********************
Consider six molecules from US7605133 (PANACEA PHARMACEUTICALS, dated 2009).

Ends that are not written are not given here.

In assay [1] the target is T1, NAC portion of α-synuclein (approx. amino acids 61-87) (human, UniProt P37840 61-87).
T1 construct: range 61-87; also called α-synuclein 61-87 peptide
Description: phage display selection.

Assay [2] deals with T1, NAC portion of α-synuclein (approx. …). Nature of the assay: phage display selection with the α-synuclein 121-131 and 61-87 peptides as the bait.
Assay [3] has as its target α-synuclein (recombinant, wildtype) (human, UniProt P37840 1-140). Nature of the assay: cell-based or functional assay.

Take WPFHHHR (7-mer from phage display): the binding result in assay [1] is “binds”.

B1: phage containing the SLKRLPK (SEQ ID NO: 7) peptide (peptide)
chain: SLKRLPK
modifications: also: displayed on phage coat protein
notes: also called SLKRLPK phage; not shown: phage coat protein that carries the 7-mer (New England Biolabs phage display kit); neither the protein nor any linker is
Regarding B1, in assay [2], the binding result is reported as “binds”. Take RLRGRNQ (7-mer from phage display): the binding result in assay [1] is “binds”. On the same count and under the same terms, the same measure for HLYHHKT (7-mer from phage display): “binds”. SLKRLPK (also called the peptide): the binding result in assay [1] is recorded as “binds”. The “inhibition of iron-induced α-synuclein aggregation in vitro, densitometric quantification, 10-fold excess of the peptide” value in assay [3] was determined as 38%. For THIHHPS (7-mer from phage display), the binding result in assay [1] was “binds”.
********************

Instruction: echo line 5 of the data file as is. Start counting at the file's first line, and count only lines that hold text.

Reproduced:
Description: phage display selection.